Helmsman Lt. Hikaru Sulu, as played by John Cho, doesn't quite ooze charisma the way George Takei does, but he does get a key scene in the captain's chair. Bruce Greenwood is back as Adm. Pike, lending gravitas and fatherly guidance to impetuous Kirk and repressed Spock.

The latest additions to this iteration of Star Trek are just as good. The comely Alice Eve plays science officer Carol Wallace, and RoboCop and Buckaroo Banzai's Peter Weller is Adm. Alexander Marcus, who tasks the Enterprise with taking on mysterious torpedoes. There's also a cameo that actually helps the story along.

As expected, Benedict Cumberbatch (the lead of the BBC/PBS Sherlock and Smaug and the Necromancer in Peter Jackson's Hobbit adaptations) is formidable as John Harrison, the terrorist scientist of this movie. He's both strong and clever as a foil to both Kirk and Spock and is a better villain than Romulan miner Nero in its predecessor flick.

Script: The dialogue is fast, witty, and filled with catchphrases from the '60s series. I suspect that casual viewers or those who aren't science fiction fans won't find the banter as entertaining as we did, but this is a sequel that doesn't talk down to its viewers. There is some dodgy physics, such as a "cold fusion" bomb, odd rates of acceleration and descent, and sound in space, but Trek is part of a long tradition of science in service to character-based stories rather than a lesson in realism.

While I'd prefer that a Star Trek film occasionally focus on exploration and diplomacy rather than military space opera, at least the script mentioned those concerns.

Direction: Abrams keeps up a brisk pace and gets emotive performances from the cast of Star Trek: Into Darkness. I might disagree with his addiction to lens flares and the choreography of a few fight scenes, but Abrams has injected vitality into the franchise, and I hope that Disney's recently acquired Star Wars universe is in good hands.

Visual effects: Other than the science quibbles above, Into Darkness is spectacular, as its crew faces off against hovering aircraft, hostile Klingon vessels, and a monstrous Dreadnaught-class starship. I liked seeing more of Earth in the 23rd century, and the sleek interior of the Enterprise seems larger than any of the other renditions of the famous starship, including the NCC 1701-E of First Contact onward.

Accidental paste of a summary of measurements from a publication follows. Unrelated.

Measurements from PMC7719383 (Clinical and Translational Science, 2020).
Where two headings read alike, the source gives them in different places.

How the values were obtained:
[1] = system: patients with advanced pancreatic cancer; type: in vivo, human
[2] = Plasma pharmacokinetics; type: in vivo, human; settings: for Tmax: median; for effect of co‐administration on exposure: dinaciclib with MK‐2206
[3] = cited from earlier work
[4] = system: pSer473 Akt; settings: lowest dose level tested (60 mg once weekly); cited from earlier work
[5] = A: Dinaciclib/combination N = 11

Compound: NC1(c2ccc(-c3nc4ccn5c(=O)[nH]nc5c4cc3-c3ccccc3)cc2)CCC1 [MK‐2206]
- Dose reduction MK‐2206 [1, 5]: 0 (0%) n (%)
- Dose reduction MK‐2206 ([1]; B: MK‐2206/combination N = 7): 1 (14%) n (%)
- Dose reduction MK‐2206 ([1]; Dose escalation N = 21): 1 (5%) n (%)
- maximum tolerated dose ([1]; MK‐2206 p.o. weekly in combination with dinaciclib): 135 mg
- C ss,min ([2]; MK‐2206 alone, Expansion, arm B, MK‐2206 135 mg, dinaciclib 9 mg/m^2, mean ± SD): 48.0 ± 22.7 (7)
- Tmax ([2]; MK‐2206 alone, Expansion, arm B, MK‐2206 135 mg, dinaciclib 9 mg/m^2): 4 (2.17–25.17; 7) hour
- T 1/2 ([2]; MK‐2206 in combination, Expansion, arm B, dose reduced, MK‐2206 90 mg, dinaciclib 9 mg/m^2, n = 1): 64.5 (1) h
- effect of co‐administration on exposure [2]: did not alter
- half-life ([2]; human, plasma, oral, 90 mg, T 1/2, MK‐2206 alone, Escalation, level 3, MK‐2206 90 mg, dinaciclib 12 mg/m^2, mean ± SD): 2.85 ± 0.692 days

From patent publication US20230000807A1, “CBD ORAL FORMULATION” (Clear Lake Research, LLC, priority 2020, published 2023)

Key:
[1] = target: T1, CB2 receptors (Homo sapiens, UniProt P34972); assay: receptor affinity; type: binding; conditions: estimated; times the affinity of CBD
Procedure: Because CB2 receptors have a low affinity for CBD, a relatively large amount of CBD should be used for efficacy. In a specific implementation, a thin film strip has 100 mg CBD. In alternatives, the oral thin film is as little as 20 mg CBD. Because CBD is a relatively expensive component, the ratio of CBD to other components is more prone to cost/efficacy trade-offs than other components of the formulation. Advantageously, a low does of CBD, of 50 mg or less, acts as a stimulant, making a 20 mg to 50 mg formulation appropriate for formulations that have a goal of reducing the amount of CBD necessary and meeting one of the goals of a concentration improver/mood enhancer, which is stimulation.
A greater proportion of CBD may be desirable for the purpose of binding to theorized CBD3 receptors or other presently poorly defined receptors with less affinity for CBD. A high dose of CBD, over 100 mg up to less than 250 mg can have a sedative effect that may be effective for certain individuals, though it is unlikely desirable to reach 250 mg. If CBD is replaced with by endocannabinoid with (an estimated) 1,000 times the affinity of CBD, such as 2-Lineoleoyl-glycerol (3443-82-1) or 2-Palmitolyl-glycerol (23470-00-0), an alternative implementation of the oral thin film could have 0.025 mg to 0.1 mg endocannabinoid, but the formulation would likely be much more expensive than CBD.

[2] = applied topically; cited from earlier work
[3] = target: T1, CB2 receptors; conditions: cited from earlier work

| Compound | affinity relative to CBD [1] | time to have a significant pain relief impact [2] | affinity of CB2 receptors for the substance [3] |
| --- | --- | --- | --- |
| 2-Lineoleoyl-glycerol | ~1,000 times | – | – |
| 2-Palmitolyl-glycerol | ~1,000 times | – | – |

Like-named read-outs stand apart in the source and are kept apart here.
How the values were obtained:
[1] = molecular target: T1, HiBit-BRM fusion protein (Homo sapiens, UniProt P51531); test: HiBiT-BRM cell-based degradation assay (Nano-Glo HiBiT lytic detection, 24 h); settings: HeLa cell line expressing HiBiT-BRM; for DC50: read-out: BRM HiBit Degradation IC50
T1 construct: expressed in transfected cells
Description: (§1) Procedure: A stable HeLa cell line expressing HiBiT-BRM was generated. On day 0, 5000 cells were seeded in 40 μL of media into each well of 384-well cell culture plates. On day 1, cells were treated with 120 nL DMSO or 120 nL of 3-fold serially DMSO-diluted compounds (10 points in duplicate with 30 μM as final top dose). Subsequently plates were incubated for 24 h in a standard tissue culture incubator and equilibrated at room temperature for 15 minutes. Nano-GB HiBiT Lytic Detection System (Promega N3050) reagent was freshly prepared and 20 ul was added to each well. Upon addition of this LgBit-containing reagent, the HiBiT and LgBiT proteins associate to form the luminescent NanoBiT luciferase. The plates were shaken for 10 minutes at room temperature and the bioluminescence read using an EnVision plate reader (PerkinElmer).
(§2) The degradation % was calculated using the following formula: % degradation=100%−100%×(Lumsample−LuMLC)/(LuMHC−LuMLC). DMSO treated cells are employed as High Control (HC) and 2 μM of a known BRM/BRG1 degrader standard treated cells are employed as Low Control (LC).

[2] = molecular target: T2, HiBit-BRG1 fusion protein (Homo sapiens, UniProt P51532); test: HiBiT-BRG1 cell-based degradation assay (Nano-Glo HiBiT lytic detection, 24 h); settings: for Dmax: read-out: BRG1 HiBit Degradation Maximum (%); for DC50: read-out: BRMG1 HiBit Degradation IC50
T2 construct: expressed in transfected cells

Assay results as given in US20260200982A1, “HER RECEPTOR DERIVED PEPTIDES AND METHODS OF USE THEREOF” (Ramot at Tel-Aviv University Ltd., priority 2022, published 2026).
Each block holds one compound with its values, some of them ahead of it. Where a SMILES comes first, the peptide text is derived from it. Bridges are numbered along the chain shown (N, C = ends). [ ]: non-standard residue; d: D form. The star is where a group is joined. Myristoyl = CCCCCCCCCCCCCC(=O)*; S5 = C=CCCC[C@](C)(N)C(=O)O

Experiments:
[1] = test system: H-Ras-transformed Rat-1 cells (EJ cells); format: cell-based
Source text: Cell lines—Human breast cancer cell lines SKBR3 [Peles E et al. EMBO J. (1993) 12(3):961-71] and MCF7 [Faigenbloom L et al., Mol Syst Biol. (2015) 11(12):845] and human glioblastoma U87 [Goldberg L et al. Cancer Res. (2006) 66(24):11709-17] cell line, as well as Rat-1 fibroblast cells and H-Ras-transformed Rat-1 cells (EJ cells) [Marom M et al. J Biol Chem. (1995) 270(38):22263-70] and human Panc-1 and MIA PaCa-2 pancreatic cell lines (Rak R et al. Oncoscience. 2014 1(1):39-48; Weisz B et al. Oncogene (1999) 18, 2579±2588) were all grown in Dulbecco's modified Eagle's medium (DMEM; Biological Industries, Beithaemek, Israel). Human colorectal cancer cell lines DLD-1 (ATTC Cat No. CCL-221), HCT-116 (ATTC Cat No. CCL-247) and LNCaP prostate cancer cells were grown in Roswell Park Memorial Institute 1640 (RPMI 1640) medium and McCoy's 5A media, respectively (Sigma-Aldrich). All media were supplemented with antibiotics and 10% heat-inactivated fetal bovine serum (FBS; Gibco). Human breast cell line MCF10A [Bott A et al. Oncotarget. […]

Soundtrack: The classical score, while still not as memorable as that of earlier movies, continues the themes from the '09 Trek. My favorite part is closing credits of Into Darkness, with its peppy recap of the music from the 1960s show, despite the movie's grim title and premise.

Ratings: At an early dinner at Bertucci's, the consensus was about an 8 out of 10, with Rich being the most critical at a 7 and Bruce being most generous with a 10. I'd give Star Trek: Into Darkness, which is rated PG-13 for violence and unnecessary language, 8.5, a B+/A-, or four out of five stars.

As usual, there are mixed to negative reviews out there, but I'd recommend that potential fans keep their expectations in check and go in with an open mind. We were pleasantly surprised to find that Into Darkness, for all its modernizations and minor inconsistencies, still felt like classic Trek. I'd like to see Star Trek return to television, where it can focus more on idealistic social commentary rather than villain-driven fisticuffs.

Of the trailers we saw, I'm still most interested in Neil Blomkamp's dystopian Elysium and least interested in Jerry Bruckheimer's campy Lone Ranger. Man of Steel is the next big summer movie I'm looking forward to. In the meantime, live long and prosper!

Star Trek, Star Wars share skipper

One of the biggest items of genre entertainment news last week was the revelation that J.J. Abrams will direct Star Wars Episode VII, sometime soon after he finishes work on Star Trek: Into Darkness. It is surprising that one person will be helming the latest iterations of the two most popular and profitable space opera franchises.

Space opera franchises meet

Universes collide!

 As I've noted elsewhere, Abrams does know how to handle ensemble casts and lots of action. On the other hand, I hope that his idiosyncrasies — such as lens flares and certain plot twists seen in Lost and the recently departed Fringe — don't detract from what makes Star Trek and Star Wars great, each in its own way.  

Any incarnation of Star Trek ought to have a future that we should strive for and want to live in, following Gene Roddenberry's idealistic vision. The best Trek depicts diplomacy, scientific exploration, and social commentary, not just a Starfleet captain fighting the existential threat of the week (or movie, even if I enjoyed Abrams' reboot).

For Star Wars, I expect big battles between good and evil, the hero's journey, and exotic but lived-in settings. Lucas tried to make the mythic relatable through the Skywalker clan. In contrast to Trek's "for the good of all mankind," Star Wars examines the heroic and villainous potential in each person. (The animated Clone Wars has been very good lately, while Trek has yet to return to television. Both have good comic book tie-ins.)

Fortunately, there's room in both galaxies for lots of stories and interpretations, and both show the value of friendship, altruism, and wonder. There's a lot of speculation and unrealistic expectations online, but I'm cautiously optimistic. May the Force be with Abrams, and may we all live long and prosper!